Today, Google’s search engine looks a little different. Results pages are now often filled with shopping items, maps, news articles, informational newsletters and advertisements before people can scroll to the results list – the blue links have become synonymous with service.
On Wednesday, at an event called Search On in San Jose, California, Google executives signaled that the search engine would be catching up on Silicon Valley’s latest trends, continuing its quest for success. The company’s journey away from text queries and results to a greater focus on visuals and “immersive materials.”
For example, when people search for vacation destinations, they’ll see what Google calls “visually transitional” search results – organized blocks of photos like the Stories displayed. on Snapchat or Instagram, along with maps and photos from travel sites that link to guides.
Users will be able to search on Google using images and text simultaneously, such as pointing their camera at an armchair or shirt, and fine-tuning their queries with text. “The camera is your next keyboard,” Prabhakar Raghavan, senior vice president at Google, wrote in a blog post.
“We have continued to create more natural and intuitive ways to find information,” Raghavan wrote of the changes he said the company expects to make in the “coming months.”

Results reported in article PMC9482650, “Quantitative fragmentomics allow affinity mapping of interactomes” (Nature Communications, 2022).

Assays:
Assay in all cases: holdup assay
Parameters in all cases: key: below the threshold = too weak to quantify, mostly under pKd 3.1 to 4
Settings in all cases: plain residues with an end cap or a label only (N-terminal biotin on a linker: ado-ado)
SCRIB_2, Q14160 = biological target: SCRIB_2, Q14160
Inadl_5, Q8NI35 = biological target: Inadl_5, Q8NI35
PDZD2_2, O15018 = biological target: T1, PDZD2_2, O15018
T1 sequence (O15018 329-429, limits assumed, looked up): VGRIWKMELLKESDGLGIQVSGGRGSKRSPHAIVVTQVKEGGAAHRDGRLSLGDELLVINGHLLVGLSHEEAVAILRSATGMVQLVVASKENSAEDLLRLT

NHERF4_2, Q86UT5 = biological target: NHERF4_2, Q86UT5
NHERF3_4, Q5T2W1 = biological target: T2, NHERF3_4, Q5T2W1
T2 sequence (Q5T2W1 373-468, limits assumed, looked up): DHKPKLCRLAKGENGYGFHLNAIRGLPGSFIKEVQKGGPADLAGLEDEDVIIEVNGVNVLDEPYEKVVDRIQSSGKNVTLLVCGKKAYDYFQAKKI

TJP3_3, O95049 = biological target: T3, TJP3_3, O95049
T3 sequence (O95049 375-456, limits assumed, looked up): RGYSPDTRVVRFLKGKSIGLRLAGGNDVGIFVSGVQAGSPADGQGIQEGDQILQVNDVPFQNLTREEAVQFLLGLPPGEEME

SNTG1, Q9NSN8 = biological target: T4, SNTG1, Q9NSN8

Wednesday’s event was the third annual Search On, which began a few months after Mr. Raghavan gained oversight of the search engine and related divisions. Google regularly does thousands of changes into its search engine every year. Although many are small, collectively, they make noticeable changes to those who use it.
Google revolutionized the way people find information online in 1998. In the decades since, Google has attracted billions of users to turn to the service to find nearby restaurants, Look up movie times and verify their friends in fact.
The internet is a messier place today than it used to be, and Google has responded by providing more and more ways to access its information services and trying to keep up with the prevailing technologies to attract customers. Generation Z. However, the updates are still subtle developments of a winning – and very profitable – formula.
The company in 2020 introduced Live View in Google Maps, allowing people to use their camera to figure out where they are and get directions. Users can now search with Live View, raise their camera so Google can point them to the nearest ATM or coffee shop, using augmented reality – overlay technology digitally onto images of the real world.
AR is expected to be one of the next battlegrounds for Google and its competitors, along with associated virtual reality.
Cathy Edwards, vice president and general manager of Google Search, said that while the company knows Gen Z has “strong visual preferences,” it’s not interested in building products for just one person. population segment.
However, the company seems inspired by young users when naming a new Maps feature, which shares the best attractions in unfamiliar areas based in part on user reviews. user. Google calls it “Vibe Neighborhood”.
Chris Phillips, vice president and general manager of Google Geo, which includes Maps, writes: “Check out the vibe before you visit.